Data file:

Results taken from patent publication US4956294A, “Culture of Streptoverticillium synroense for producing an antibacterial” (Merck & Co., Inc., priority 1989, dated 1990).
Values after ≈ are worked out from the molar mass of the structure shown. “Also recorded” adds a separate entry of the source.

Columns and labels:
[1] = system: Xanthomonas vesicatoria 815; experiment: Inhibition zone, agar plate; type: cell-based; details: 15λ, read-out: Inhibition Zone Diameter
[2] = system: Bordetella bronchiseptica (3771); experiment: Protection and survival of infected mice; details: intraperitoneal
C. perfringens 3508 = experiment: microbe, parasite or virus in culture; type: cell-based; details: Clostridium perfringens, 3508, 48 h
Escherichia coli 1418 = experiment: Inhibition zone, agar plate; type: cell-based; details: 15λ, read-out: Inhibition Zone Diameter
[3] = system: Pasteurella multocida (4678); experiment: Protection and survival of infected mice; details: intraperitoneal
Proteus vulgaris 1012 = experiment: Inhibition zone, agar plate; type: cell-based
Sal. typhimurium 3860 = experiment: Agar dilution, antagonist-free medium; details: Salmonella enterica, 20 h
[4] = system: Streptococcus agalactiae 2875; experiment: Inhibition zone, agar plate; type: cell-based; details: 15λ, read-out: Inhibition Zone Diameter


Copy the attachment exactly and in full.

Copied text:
Results taken from patent publication US4956294A, “Culture of Streptoverticillium synroense for producing an antibacterial” (Merck & Co., Inc., priority 1989, dated 1990).
Values after ≈ are worked out from the molar mass of the structure shown. “Also recorded” adds a separate entry of the source.

Columns and labels:
[1] = system: Xanthomonas vesicatoria 815; experiment: Inhibition zone, agar plate; type: cell-based; details: 15λ, read-out: Inhibition Zone Diameter
[2] = system: Bordetella bronchiseptica (3771); experiment: Protection and survival of infected mice; details: intraperitoneal
C. perfringens 3508 = experiment: microbe, parasite or virus in culture; type: cell-based; details: Clostridium perfringens, 3508, 48 h
Escherichia coli 1418 = experiment: Inhibition zone, agar plate; type: cell-based; details: 15λ, read-out: Inhibition Zone Diameter
[3] = system: Pasteurella multocida (4678); experiment: Protection and survival of infected mice; details: intraperitoneal
Proteus vulgaris 1012 = experiment: Inhibition zone, agar plate; type: cell-based
Sal. typhimurium 3860 = experiment: Agar dilution, antagonist-free medium; details: Salmonella enterica, 20 h
[4] = system: Streptococcus agalactiae 2875; experiment: Inhibition zone, agar plate; type: cell-based; details: 15λ, read-out: Inhibition Zone Diameter